Up to speed in domain driven design


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A presentation I held about a year ago at the Dutch DDD user group

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Up to speed in domain driven design

  1. 1. Up to Speed in Domain Driven Design Rick van der Arend rvdarend@sogyo.nl
  2. 2. Agenda  What is Domain Driven Design?  An example of a domain model  The building blocks of a domain model  Refactoring towards deeper insight  What has been learned since the book?  Wrap-up SOFTWARE INNOVATORS 2
  3. 3. SOFTWARE INNOVATORS 3 What is DDD? “Putting the Domain Model to work”
  4. 4. DDD in one sentence  Domain Driven Design is a style of software development which focuses on removing translation barriers between domain, development team and design of working software using a ubiquitous language supported by a well refined livingmodel.
  5. 5. Translation barriers  Team talks to users and experts (if lucky)  Write software that behaves as requested  Names get translated back and forth  Concepts diverge without anyone noticing SOFTWARE INNOVATORS 5 ?
  6. 6. Domain, Team and Model Ubiquitous Language
  7. 7. Origins of the acronym DDD  Eric Evans wrote the book that gave the acronym DDD an impulse in 2005. Aptly named: Domain Driven Design “Tackling Complexity in the heart of software”
  8. 8. SOFTWARE INNOVATORS 8 An Example of a domain model
  9. 9. Domain model SOFTWARE INNOVATORS 9 Parallel to the equator Parallel to the earth axis Orthogonal to the sun’s plain of movement Turning during the year
  10. 10. From Phased to Iterations Analysis Design Build Iteration Iteration Test
  11. 11. Start with the Model, don’t stop SOFTWARE INNOVATORS 11 Iteration Iteration Domain Model effort as part of an iteration
  12. 12. SOFTWARE INNOVATORS 12 The building blocks of a Model-Driven Design
  13. 13. Building blocks of MDD
  14. 14. Entities & Value objects  Entities have an unmistakeable identity  Value objects are indentified by.. their value  a Person  a Name  an Address  This depends on.. of course.. Context!
  15. 15. Factories , Repositories, Aggregates  Factories create, Repositories store  The unit of work they work on is an aggregate  The thing they create of find and hand over will be a reference to the aggregate root
  16. 16. Services  Services encapsulate... well… Services  They are not part of the core domain, but linked  Objects change into other objects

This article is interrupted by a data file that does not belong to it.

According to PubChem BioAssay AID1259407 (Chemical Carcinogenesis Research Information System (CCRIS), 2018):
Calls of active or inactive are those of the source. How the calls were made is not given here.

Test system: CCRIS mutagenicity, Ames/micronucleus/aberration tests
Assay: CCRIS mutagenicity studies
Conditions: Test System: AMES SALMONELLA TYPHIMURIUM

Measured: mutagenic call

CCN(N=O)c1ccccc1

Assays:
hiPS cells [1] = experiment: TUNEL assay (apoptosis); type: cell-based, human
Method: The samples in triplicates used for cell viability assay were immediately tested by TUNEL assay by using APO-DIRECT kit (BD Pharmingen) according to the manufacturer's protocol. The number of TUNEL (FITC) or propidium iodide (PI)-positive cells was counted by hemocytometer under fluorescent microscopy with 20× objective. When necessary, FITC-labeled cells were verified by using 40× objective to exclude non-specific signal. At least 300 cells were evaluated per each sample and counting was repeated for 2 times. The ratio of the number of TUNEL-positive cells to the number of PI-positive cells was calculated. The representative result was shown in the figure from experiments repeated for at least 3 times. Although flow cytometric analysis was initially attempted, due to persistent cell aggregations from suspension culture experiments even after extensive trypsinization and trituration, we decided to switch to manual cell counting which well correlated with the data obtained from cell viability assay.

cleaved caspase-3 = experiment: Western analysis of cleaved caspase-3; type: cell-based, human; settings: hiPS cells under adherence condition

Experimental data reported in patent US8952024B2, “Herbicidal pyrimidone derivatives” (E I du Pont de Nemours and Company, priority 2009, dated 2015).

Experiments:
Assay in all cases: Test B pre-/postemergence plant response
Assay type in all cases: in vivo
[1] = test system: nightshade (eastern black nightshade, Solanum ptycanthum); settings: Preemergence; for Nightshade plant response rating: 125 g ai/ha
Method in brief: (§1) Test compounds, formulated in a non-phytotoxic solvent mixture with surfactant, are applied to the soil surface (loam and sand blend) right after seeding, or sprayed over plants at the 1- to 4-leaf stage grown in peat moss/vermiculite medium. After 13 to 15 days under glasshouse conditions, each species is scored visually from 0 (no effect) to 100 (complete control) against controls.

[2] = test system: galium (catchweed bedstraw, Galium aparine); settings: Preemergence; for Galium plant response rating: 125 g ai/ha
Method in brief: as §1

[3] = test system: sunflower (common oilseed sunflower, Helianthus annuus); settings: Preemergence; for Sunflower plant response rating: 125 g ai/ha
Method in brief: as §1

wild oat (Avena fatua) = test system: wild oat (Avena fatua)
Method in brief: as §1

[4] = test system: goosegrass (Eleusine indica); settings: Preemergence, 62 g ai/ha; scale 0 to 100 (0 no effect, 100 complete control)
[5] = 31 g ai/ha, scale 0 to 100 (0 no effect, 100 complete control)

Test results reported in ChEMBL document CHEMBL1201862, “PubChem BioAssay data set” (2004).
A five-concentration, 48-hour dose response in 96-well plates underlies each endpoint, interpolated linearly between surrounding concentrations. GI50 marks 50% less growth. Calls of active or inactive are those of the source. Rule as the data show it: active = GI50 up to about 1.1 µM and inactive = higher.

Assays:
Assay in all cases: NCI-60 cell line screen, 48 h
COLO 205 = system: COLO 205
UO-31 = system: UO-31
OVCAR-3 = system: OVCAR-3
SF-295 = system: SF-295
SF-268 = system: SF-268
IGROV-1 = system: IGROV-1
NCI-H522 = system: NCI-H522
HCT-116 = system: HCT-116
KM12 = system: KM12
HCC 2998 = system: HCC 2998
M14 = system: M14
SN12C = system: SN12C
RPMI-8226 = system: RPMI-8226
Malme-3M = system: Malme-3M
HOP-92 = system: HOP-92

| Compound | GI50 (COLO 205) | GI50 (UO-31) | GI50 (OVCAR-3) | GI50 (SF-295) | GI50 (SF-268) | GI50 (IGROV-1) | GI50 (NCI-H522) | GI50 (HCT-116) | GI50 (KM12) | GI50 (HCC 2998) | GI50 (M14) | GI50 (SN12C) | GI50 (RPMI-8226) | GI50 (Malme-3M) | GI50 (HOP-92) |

17. 17. Layers.. and more  UI > domain model > Data access SOFTWARE INNOVATORS 17  Or.. domain model depends on nothing
  18. 18. SOFTWARE INNOVATORS 18 Refactoring towards deeper insight
  19. 19. Refactoring towards deeper insight  Use patterns when appropriate  Make Unit Tests  Better yet, do TDD  Better yet, do BDD  DRY and YAGNI  But: all a bit technical
  20. 20. Making Implicit Concepts explicit  Listen to Language  Scrutinize Awkwardness  Contemplate Contradictions  Read the Book  Try, Try again  Model the less-than-obvious: constraints, processes, commands, relations, etc.
  21. 21. SOFTWARE INNOVATORS 21 Strategic Design
  22. 22. Contents of chapter 4 as a model
  23. 23. Strategic Design: context rules!  Be aware of different contexts  Make a context map  See how different bounded contexts relate  Shared Kernel, Customer/Supplier development teams, Conformist, Separate Ways, Partner  Use an anti-corruption layer
  24. 24. Context Maps step-by-step 1. What models (or BBoM) do we know of? (draw blob each and name it.) 2. Where does each apply? (Boundary in words.) 3. Where is information exchanged? (Connect) 4. What is the relationship? (Upstream/downstream? Partner? Etc.)
  25. 25. SOFTWARE INNOVATORS 25 What has been learned since the book?
  26. 26. Highlights that Evans learned  Building blocks are overemphasized  But domain events added as a new type of block  General advice ▫ Don’t spread modeling too thin ▫ Focus on the core domain ▫ Clean, bounded context (CM steps available) ▫ Iterative process ▫ Don’t bore your domain experts
  27. 27. Domain events taken further  Greg Young has been promoting the idea of Command and Query separation
  28. 28. Techniques to explore  Exploratory Modeling (xM)  Model Driven Development environments  Language Workbenches  Naked Objects and other such platforms SOFTWARE INNOVATORS 28
  29. 29. SOFTWARE INNOVATORS 29 Quick Wrap-up
  30. 30. Summary  DDD highlights aspects of software design  It focuses on the ‘core domain’ and uses a ubiquitous language, based on a domain model  The ubiquitous language brings out flaws  A Domain Model is normally made up of certain types of building blocks  Thinks about context too: take control where and whenever possible
  31. 31. Resources for Further study  http://www.domaindrivendesign.org  Numerous articles on http://www.infoq.com  http://www.slideshare.net/devnology/unleash- your-domain-with-greg-young
  32. 32. DDD in C#  Jimmy Nilsson applied it to a C# context. His book is has an informal tone, but a bit noisy. Applying DDD and Patterns With Examples in C# and .NET
  33. 33. SOFTWARE INNOVATORS 33 Contact Rick van der Arend rvdarend@sogyo.nl 030 - 220 22 16 Web: www.sogyo.nl Blog: www.software–innovators.nl